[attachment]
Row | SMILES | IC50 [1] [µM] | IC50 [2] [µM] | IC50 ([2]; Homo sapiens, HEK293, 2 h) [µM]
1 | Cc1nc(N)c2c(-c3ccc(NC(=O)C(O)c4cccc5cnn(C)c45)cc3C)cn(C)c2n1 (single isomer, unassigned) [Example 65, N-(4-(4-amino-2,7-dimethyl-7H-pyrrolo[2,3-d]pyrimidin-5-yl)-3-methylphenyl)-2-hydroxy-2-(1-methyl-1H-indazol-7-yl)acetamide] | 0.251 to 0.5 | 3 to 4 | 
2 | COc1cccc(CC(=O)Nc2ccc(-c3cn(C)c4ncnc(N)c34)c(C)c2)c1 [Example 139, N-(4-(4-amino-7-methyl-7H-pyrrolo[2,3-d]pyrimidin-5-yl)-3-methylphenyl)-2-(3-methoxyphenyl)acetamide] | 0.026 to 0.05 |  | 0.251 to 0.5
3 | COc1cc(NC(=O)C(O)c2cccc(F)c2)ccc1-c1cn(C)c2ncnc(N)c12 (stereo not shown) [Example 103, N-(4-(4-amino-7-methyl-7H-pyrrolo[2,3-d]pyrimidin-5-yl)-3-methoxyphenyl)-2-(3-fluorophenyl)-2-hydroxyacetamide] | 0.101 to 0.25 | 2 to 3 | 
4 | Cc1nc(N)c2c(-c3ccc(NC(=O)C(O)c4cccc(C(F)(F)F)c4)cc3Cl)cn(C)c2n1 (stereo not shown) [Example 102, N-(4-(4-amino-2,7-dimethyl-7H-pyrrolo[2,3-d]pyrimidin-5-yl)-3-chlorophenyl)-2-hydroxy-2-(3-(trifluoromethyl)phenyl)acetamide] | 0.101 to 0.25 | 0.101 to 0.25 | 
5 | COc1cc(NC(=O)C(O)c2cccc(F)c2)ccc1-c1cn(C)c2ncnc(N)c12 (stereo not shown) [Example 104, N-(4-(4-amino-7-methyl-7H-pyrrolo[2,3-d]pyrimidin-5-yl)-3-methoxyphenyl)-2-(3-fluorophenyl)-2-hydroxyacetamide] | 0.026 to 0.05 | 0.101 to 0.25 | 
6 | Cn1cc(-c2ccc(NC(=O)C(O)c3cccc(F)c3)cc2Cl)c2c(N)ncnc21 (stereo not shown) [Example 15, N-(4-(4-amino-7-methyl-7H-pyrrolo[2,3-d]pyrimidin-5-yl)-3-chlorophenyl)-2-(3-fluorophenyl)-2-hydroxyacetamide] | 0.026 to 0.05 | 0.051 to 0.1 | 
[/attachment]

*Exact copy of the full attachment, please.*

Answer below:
Row | SMILES | IC50 [1] [µM] | IC50 [2] [µM] | IC50 ([2]; Homo sapiens, HEK293, 2 h) [µM]
1 | Cc1nc(N)c2c(-c3ccc(NC(=O)C(O)c4cccc5cnn(C)c45)cc3C)cn(C)c2n1 (single isomer, unassigned) [Example 65, N-(4-(4-amino-2,7-dimethyl-7H-pyrrolo[2,3-d]pyrimidin-5-yl)-3-methylphenyl)-2-hydroxy-2-(1-methyl-1H-indazol-7-yl)acetamide] | 0.251 to 0.5 | 3 to 4 | 
2 | COc1cccc(CC(=O)Nc2ccc(-c3cn(C)c4ncnc(N)c34)c(C)c2)c1 [Example 139, N-(4-(4-amino-7-methyl-7H-pyrrolo[2,3-d]pyrimidin-5-yl)-3-methylphenyl)-2-(3-methoxyphenyl)acetamide] | 0.026 to 0.05 |  | 0.251 to 0.5
3 | COc1cc(NC(=O)C(O)c2cccc(F)c2)ccc1-c1cn(C)c2ncnc(N)c12 (stereo not shown) [Example 103, N-(4-(4-amino-7-methyl-7H-pyrrolo[2,3-d]pyrimidin-5-yl)-3-methoxyphenyl)-2-(3-fluorophenyl)-2-hydroxyacetamide] | 0.101 to 0.25 | 2 to 3 | 
4 | Cc1nc(N)c2c(-c3ccc(NC(=O)C(O)c4cccc(C(F)(F)F)c4)cc3Cl)cn(C)c2n1 (stereo not shown) [Example 102, N-(4-(4-amino-2,7-dimethyl-7H-pyrrolo[2,3-d]pyrimidin-5-yl)-3-chlorophenyl)-2-hydroxy-2-(3-(trifluoromethyl)phenyl)acetamide] | 0.101 to 0.25 | 0.101 to 0.25 | 
5 | COc1cc(NC(=O)C(O)c2cccc(F)c2)ccc1-c1cn(C)c2ncnc(N)c12 (stereo not shown) [Example 104, N-(4-(4-amino-7-methyl-7H-pyrrolo[2,3-d]pyrimidin-5-yl)-3-methoxyphenyl)-2-(3-fluorophenyl)-2-hydroxyacetamide] | 0.026 to 0.05 | 0.101 to 0.25 | 
6 | Cn1cc(-c2ccc(NC(=O)C(O)c3cccc(F)c3)cc2Cl)c2c(N)ncnc21 (stereo not shown) [Example 15, N-(4-(4-amino-7-methyl-7H-pyrrolo[2,3-d]pyrimidin-5-yl)-3-chlorophenyl)-2-(3-fluorophenyl)-2-hydroxyacetamide] | 0.026 to 0.05 | 0.051 to 0.1 | 